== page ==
“The guys on the counter will say, ‘Have you shot this one? You should try it,’” he noted.
Drummond’s target market for this program doesn’t have a specific age or gender; instead, he targets the new shooter.
“The new shooter doesn’t have a gun, doesn’t know how to shoot and doesn’t have any of the stuff we have to offer,” he observed. “We love to get them in the door, into some training and out on the range. Our whole goal is to make them comfortable enough to where they want to come back.”
While many benefits have been outlined above, a range program does create some additional challenges to day-to-day business.
One, according to Drummond, is getting new guns onto the range in a timely manner.
“Most manufacturers have a one-year range program,” he noted. “This means you can only buy new range guns at a discount once a year. But when you get a popular gun that’s shot every day, it’s getting elevated volumes of wear and tear on it and needs to be replaced more frequently. The last thing you want is for someone to shoot a new model and realize it’s all used up.”
Drummond spotlighted how recent changes to Smith & Wesson’s rental program helped drive more business.
“Smith & Wesson understands the importance of having new, clean guns on the range counter. So, they just changed to a six-month program. GLOCK and Springfield also do a great job with their range programs.”
Keeping the guns in the rental case up to date is another challenge, Kitzis confirmed.
“When companies have new models come out, the manufacturers are really pretty good about helping you get the new guns in,” he said.
“It’s a dynamic group of guns,” Drummond added. “You always want to keep the hottest new guns in stock, and it means I have to make choices constantly about what’s coming in and what’s going out. My resources are finite, and if I’m moving one gun in, I have to move another one out.”
Another challenge is simple maintenance.
“When you shoot a gun, you get it dirty,” Drummond stated.
Why You Should Establish A Rental Program
Kitzis, Chambers and Drummond provided their final thoughts on implementing a firearms rental program at your facility.
Kitzis advised any range that doesn’t have a rental gun program needs to get one going.
“They should absolutely do it. Contact your distributors and tell them you want to get into their rental programs. All the distributors have rental programs,” he detailed.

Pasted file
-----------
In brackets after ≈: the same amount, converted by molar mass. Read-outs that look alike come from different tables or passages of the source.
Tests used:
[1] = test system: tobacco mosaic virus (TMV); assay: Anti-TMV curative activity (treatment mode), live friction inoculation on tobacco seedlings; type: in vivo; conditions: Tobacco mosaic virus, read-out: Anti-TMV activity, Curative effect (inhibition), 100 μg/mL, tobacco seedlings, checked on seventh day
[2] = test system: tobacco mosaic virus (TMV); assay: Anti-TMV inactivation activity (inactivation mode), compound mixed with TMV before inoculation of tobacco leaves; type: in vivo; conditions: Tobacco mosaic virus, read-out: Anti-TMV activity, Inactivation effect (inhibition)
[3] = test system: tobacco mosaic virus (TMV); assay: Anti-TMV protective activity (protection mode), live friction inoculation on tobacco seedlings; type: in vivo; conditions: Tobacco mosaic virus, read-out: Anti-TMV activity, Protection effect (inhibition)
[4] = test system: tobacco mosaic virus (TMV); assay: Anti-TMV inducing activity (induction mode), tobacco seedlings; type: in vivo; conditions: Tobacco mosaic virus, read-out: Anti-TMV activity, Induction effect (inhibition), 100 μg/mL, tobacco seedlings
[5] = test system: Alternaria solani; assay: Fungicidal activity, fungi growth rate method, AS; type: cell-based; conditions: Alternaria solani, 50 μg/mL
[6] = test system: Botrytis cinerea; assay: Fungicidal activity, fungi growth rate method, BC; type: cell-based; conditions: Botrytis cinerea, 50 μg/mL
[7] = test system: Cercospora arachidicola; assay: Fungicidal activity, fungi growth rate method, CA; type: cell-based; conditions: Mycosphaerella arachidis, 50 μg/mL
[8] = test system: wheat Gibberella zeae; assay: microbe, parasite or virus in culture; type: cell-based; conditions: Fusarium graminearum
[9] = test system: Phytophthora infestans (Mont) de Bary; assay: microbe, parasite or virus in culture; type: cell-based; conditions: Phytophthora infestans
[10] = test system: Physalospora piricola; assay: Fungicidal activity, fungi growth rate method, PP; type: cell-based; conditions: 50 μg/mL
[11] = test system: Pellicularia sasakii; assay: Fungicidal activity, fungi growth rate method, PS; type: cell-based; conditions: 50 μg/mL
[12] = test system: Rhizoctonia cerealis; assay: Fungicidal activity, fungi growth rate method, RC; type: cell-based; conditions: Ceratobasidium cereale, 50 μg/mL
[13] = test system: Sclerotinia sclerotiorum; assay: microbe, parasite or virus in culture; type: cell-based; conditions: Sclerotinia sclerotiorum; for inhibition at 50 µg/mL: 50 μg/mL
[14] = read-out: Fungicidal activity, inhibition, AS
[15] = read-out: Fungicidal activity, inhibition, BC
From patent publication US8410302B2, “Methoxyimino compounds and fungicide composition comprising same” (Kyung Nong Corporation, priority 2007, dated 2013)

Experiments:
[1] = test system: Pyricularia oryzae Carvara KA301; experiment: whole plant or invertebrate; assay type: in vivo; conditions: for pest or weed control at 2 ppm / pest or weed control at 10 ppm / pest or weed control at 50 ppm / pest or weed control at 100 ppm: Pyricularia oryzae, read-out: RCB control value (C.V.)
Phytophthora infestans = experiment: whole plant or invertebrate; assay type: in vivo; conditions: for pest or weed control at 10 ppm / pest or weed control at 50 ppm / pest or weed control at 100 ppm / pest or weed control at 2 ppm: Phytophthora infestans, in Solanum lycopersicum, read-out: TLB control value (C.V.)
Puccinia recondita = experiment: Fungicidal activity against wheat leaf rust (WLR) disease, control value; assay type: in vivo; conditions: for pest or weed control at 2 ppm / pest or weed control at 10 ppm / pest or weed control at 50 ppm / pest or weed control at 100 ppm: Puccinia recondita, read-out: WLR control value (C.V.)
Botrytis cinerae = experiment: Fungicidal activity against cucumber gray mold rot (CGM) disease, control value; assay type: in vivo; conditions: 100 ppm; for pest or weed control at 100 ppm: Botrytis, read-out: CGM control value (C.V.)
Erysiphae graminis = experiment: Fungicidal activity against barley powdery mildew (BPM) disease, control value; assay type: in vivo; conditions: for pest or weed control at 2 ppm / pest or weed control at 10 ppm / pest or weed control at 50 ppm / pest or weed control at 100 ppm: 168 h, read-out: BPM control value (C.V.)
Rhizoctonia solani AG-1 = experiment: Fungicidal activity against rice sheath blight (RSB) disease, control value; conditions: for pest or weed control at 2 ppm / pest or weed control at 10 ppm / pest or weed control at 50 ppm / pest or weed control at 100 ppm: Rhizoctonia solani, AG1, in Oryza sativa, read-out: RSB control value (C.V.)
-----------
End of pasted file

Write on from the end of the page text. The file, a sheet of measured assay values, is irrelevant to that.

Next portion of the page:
Chambers’ best advice for ranges that don’t have rental gun programs is, simply: “Get one.”
“It’s going to drive customer satisfaction, repeat business and sales,” Chambers outlined. “In today’s world, people want to put their hands on things before they buy them. It’s how brick-and-mortar stores can compete with companies like Amazon and other big e-commerce stores. At the end of the day, it’s about customer service.”
Drummond urged any range that doesn’t have a rental gun program needs to get one as soon as possible.
“How can you show the next best thing if you don’t have it there for people to try and use?” he said. “I can’t imagine having a range without having rental guns.”
As these three range operators can attest, having rental guns enhances your business in multiple ways. Customers are happy because they get to try a variety of guns. This leads to return visits and increased sales, and, ultimately, more dollars to your bottom line. It’s a win-win for everyone.
Expanding your business to include firearm rentals is one way of increasing sales and profits. This applies to both a range facility built by you and other area ranges that see the mutual benefit of partnering with you. It is important you know the regulations regarding how, when, where and to whom you can rent firearms. Take the time to evaluate the laws and your potential customer draw. Also ensure that your staff is trained on your firearms rental policies and that you have the time to properly record rental transactions as they occur. Only after dotting your “Is” and crossing your “Ts” can you guarantee compliance with Federal requirements, while also meeting customer needs and increasing your business.
Visit Shooting Industry Magazine’s Dealer Advantage.
You may also be interested in:
Categories: BP Item, Featured, Ranges, Retailers, Top Stories